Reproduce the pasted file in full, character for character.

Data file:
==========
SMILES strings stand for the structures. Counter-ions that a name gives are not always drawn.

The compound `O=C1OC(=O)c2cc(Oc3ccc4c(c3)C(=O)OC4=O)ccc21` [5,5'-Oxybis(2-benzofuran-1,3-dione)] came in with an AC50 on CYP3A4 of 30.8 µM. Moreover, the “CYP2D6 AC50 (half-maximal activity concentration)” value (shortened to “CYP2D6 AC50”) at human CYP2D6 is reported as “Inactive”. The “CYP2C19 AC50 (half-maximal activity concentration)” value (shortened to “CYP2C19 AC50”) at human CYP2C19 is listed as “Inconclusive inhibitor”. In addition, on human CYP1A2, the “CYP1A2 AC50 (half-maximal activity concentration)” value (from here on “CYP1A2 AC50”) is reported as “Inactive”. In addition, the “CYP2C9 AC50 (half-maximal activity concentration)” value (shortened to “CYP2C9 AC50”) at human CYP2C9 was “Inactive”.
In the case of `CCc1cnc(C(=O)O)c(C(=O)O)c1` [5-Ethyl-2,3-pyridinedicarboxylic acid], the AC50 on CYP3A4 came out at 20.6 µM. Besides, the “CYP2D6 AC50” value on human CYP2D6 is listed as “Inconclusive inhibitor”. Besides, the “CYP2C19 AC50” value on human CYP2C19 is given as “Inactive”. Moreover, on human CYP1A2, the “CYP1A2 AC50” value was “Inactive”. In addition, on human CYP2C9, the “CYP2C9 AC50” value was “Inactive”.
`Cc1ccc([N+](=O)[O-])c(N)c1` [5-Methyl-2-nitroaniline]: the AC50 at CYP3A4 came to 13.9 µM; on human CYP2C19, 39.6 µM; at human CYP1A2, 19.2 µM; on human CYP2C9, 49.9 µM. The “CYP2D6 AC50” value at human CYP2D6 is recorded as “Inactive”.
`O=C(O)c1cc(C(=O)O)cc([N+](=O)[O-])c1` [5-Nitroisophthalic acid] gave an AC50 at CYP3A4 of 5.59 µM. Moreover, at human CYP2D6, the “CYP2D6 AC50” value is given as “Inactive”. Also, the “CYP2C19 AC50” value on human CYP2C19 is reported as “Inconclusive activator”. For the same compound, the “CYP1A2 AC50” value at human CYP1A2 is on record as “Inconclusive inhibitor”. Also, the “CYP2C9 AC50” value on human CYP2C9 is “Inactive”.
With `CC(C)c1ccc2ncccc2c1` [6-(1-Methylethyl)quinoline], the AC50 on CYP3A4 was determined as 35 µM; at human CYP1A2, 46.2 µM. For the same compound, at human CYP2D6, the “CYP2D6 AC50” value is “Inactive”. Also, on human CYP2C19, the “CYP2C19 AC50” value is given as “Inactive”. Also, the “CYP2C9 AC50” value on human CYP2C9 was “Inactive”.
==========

SMILES strings stand for the structures. Counter-ions that a name gives are not always drawn.

The compound `O=C1OC(=O)c2cc(Oc3ccc4c(c3)C(=O)OC4=O)ccc21` [5,5'-Oxybis(2-benzofuran-1,3-dione)] came in with an AC50 on CYP3A4 of 30.8 µM. Moreover, the “CYP2D6 AC50 (half-maximal activity concentration)” value (shortened to “CYP2D6 AC50”) at human CYP2D6 is reported as “Inactive”. The “CYP2C19 AC50 (half-maximal activity concentration)” value (shortened to “CYP2C19 AC50”) at human CYP2C19 is listed as “Inconclusive inhibitor”. In addition, on human CYP1A2, the “CYP1A2 AC50 (half-maximal activity concentration)” value (from here on “CYP1A2 AC50”) is reported as “Inactive”. In addition, the “CYP2C9 AC50 (half-maximal activity concentration)” value (shortened to “CYP2C9 AC50”) at human CYP2C9 was “Inactive”.
In the case of `CCc1cnc(C(=O)O)c(C(=O)O)c1` [5-Ethyl-2,3-pyridinedicarboxylic acid], the AC50 on CYP3A4 came out at 20.6 µM. Besides, the “CYP2D6 AC50” value on human CYP2D6 is listed as “Inconclusive inhibitor”. Besides, the “CYP2C19 AC50” value on human CYP2C19 is given as “Inactive”. Moreover, on human CYP1A2, the “CYP1A2 AC50” value was “Inactive”. In addition, on human CYP2C9, the “CYP2C9 AC50” value was “Inactive”.
`Cc1ccc([N+](=O)[O-])c(N)c1` [5-Methyl-2-nitroaniline]: the AC50 at CYP3A4 came to 13.9 µM; on human CYP2C19, 39.6 µM; at human CYP1A2, 19.2 µM; on human CYP2C9, 49.9 µM. The “CYP2D6 AC50” value at human CYP2D6 is recorded as “Inactive”.
`O=C(O)c1cc(C(=O)O)cc([N+](=O)[O-])c1` [5-Nitroisophthalic acid] gave an AC50 at CYP3A4 of 5.59 µM. Moreover, at human CYP2D6, the “CYP2D6 AC50” value is given as “Inactive”. Also, the “CYP2C19 AC50” value on human CYP2C19 is reported as “Inconclusive activator”. For the same compound, the “CYP1A2 AC50” value at human CYP1A2 is on record as “Inconclusive inhibitor”. Also, the “CYP2C9 AC50” value on human CYP2C9 is “Inactive”.
With `CC(C)c1ccc2ncccc2c1` [6-(1-Methylethyl)quinoline], the AC50 on CYP3A4 was determined as 35 µM; at human CYP1A2, 46.2 µM. For the same compound, at human CYP2D6, the “CYP2D6 AC50” value is “Inactive”. Also, on human CYP2C19, the “CYP2C19 AC50” value is given as “Inactive”. Also, the “CYP2C9 AC50” value on human CYP2C9 was “Inactive”.